All the Real News About Israel Is Good
Very well. But isn’t Israel “losing” the information war? In a word, no -- or, at least, not in the way people are claiming that to be true.
First, the main problem is the hostility of much of the Western intelligentsia (as in the media and academia) because this group has veered wildly to the left. This is not a problem Israel can resolve no matter what it does.
Second, just because there are nasty articles or academic studies doesn’t mean policymakers or public opinion are being guided by them. Studies show a rapid and steady flight away from traditional mass media, whose credibility is plummeting. Public opinion polls -- especially in the United States, where it counts most -- continue to show a very strong pro-Israel feeling.
Third, despite lots of rhetoric coming out of Europe and North America, virtually no material pressure has ever been put on Israel. Indeed, when one ignores all the words, U.S.-Israel and Europe-Israel relations have remained pretty good in practice.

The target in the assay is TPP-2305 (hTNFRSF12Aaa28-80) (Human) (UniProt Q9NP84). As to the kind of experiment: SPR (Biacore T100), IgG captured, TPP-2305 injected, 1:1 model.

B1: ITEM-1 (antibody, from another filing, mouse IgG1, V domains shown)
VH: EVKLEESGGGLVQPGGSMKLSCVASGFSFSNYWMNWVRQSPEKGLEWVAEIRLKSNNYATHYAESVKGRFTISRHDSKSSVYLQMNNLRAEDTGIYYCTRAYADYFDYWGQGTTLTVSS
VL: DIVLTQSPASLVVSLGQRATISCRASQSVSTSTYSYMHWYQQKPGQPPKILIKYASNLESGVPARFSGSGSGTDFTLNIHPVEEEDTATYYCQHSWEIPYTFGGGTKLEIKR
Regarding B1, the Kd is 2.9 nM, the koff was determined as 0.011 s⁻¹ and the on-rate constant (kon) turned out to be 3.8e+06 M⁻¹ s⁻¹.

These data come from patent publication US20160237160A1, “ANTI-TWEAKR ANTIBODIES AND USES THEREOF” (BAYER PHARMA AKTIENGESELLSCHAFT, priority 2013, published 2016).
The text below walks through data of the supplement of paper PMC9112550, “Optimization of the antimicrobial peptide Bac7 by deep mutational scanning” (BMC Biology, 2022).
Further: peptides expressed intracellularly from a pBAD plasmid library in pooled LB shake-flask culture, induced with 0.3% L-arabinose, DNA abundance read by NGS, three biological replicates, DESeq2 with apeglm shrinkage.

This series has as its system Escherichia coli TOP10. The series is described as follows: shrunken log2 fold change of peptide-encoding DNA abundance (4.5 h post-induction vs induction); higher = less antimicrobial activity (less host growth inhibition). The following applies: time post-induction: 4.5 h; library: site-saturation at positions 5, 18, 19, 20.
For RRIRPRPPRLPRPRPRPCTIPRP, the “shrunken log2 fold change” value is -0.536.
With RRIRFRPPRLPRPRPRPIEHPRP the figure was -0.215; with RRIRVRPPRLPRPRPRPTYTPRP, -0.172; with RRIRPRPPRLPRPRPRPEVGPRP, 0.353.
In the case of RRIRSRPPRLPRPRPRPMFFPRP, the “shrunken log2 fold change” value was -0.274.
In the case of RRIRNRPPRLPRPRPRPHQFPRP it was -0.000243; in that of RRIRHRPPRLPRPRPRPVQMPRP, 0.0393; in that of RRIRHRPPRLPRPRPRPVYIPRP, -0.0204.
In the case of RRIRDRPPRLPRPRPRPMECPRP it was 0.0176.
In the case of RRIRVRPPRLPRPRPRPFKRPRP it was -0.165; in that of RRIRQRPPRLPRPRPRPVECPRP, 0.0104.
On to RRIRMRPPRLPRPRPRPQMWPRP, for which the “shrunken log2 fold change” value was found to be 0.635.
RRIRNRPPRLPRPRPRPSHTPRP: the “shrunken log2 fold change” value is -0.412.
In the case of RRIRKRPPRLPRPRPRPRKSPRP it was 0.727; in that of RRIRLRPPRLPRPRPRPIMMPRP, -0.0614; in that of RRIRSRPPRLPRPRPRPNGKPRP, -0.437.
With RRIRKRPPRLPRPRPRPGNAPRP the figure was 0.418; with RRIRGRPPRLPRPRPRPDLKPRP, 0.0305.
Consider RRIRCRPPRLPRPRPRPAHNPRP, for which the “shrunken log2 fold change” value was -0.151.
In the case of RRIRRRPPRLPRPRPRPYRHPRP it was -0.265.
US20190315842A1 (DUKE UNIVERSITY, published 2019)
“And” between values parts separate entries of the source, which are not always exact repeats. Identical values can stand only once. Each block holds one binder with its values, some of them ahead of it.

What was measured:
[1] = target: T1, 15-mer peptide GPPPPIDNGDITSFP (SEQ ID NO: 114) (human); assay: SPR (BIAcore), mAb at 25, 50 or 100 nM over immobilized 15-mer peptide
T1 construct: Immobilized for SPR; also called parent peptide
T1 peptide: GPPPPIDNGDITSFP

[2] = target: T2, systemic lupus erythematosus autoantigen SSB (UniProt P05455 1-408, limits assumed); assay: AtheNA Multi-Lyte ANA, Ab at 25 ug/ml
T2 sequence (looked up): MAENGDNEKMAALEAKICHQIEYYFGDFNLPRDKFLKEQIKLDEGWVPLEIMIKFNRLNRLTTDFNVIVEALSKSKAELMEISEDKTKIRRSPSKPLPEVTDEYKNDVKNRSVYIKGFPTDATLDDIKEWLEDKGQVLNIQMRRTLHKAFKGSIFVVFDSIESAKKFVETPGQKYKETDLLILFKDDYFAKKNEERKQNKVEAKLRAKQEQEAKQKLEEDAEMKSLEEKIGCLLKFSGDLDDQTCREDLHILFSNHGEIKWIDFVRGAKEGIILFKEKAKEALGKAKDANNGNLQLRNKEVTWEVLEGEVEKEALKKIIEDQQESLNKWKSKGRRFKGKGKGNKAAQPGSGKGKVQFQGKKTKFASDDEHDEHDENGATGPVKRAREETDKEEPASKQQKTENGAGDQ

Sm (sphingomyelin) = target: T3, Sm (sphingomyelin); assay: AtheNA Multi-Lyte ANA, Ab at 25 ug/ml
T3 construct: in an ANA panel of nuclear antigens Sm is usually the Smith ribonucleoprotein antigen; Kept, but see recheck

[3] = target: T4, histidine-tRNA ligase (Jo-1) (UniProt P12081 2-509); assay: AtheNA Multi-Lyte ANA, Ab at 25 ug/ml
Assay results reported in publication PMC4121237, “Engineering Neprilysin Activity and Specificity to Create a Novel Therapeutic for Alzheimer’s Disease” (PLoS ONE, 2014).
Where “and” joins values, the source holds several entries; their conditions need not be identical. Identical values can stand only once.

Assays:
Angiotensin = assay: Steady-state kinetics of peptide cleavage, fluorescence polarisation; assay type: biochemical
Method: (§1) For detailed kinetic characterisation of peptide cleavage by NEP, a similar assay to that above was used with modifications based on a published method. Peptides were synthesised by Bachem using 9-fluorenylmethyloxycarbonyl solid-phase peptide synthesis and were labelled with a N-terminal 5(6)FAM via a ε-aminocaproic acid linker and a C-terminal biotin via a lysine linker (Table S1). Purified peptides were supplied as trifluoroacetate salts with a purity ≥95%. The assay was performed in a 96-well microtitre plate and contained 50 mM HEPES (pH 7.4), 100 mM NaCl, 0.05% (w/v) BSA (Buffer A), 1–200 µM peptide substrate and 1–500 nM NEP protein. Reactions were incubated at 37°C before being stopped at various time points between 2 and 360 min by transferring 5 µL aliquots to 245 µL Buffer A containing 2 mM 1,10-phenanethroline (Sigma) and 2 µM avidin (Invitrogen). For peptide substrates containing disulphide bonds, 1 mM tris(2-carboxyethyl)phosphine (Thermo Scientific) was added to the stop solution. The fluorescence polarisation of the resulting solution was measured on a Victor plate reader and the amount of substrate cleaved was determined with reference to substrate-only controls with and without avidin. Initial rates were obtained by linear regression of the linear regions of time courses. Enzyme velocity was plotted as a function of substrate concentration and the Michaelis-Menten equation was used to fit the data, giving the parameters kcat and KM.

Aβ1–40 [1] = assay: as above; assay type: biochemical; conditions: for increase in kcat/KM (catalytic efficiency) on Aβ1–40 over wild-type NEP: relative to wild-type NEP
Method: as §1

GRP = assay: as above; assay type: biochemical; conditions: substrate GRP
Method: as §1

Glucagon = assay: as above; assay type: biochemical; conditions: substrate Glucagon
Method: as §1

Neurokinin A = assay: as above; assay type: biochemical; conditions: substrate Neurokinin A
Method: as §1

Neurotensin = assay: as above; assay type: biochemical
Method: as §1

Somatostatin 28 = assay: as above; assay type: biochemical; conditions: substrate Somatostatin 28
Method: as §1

As for Israel’s internal situation, of course people can talk about corruption, incompetent politicians, and all sorts of problems. Yet basically the country is quite sound. By Israeli standards, national unity is as high as it has ever been. There is a basic national consensus along the following lines: Israel wants peace. Israelis are ready for compromises and concessions, including a Palestinian state as part of a comprehensive peace. But the people also agree that there is no partner for peace at present -- and that experience shows compromises and concessions should only be made if you’re certain to get a lot in exchange. Compared to the divisive debates of the 1970s, 1980s, and 1990s, there’s a great deal of consensus.
If one really studies the Wikileaks revelations seriously, there is not a single one that makes Israel look bad. On the contrary, they show how accurate Israel’s analysis of the Middle East has been -- and how many Arab leaders share it. The interests of Israel and most Arab governments are parallel; the real threat to all of them is Iran, Syria, and revolutionary Islamism. Such a state of parallel interest has never existed before in Israeli history.
Finally, there are signs that Western citizens are waking up to the true threat of revolutionary Islamism, and of Iran in particular. In democracies, when the people learn, the governments will eventually follow.
You can come up with counter-arguments. I can do so, too. I take a back seat to nobody when it comes to pessimism. Yet on a broader level, this relatively rosy analysis is not really open to challenge.
Enjoy it while you can.